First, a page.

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Export-Import Bank (Ex-Im Bank)

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Definition of Export-Import Bank (Ex-Im Bank)

Export-Import Bank (Ex-Im Bank) Image 1

Export-Import Bank (Ex-Im Bank)

The U.S. federal government agency that extends trade credits to U.S.
companies to facilitate the financing of U.S. exports.



Related Terms:

ABM (automated banking machine)

A bank machine, sometimes referred to as an automated teller machine (ATM).


Accounting exposure

The change in the value of a firm's foreign currency denominated accounts due to a
change in exchange rates.


Accrued expenses payable

expenses that have to be recorded in order for the financial statements to be accurate. Accrued expenses usually do not involve the receipt of an invoice from the company providing the goods or services.


accrued expenses payable

The account that records the short-term, noninterest-
bearing liabilities of a business that accumulate over time, such
as vacation pay owed to employees. This liability is different than
accounts payable, which is the liability account for bills that have been
received by a business from purchases on credit.


Agency bank

A form of organization commonly used by foreign banks to enter the U.S. market. An agency
bank cannot accept deposits or extend loans in its own name; it acts as agent for the parent bank.



Aggregate Expenditure Curve

Aggregate demand for goods and services drawn as a function of the level of national income.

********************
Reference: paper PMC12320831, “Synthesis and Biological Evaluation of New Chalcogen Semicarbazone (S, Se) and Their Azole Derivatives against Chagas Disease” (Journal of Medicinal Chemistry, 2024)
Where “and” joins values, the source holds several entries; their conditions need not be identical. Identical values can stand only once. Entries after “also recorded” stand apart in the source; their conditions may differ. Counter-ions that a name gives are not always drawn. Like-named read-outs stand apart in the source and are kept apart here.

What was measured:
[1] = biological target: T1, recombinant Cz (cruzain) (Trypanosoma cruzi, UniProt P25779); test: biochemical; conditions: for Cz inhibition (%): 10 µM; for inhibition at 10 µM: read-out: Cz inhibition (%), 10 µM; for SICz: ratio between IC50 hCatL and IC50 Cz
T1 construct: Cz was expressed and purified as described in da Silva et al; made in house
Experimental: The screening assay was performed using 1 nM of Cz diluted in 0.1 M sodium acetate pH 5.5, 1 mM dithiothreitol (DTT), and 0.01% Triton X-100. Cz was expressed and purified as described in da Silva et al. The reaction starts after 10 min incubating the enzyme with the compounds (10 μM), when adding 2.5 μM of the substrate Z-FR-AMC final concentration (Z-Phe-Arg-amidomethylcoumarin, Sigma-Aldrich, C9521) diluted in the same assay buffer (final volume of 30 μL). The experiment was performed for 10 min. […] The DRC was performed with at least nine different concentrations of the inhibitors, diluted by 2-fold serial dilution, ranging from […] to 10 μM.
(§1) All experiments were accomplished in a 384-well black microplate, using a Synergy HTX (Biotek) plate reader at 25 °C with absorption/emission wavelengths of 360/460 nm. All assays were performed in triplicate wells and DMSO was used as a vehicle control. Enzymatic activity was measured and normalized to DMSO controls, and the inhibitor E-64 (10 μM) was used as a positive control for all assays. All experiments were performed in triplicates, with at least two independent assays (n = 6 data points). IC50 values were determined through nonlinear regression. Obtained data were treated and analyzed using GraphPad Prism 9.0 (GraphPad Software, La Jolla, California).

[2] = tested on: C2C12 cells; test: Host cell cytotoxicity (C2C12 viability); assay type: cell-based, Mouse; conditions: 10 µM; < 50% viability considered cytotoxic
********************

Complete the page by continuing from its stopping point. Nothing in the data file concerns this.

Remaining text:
American Stock Exchange (AMEX)

The second-largest stock exchange in the United States. It trades
mostly in small-to medium-sized companies.


Export-Import Bank (Ex-Im Bank) Image 2

Annual fund operating expenses

For investment companies, the management fee and "other expenses,"
including the expenses for maintaining shareholder records, providing shareholders with financial statements,
and providing custodial and accounting services. For 12b-1 funds, selling and marketing costs are included.


approximated net realizable value at split-off allocation

a method of allocating joint cost to joint products using a
simulated net realizable value at the split-off point; approximated
value is computed as final sales price minus
incremental separate costs


Arms index

Also known as a trading index (TRIN)= (number of advancing issues)/ (number of declining
issues) (Total up volume )/ (total down volume). An advance/decline market indicator. Less than 1.0 indicates
bullish demand, while above 1.0 is bearish. The index often is smoothed with a simple moving average.


Autonomous Expenditure

Elements of spending that do not vary systematically with variables such as GDP that are explained by the theory. See also exogenous expenditure.


Balance sheet exposure

See:accounting exposure.


BAN (Bank anticipation notes)

Notes issued by states and municipalities to obtain interim financing for
projects that will eventually be funded long term through the sale of a bond issue.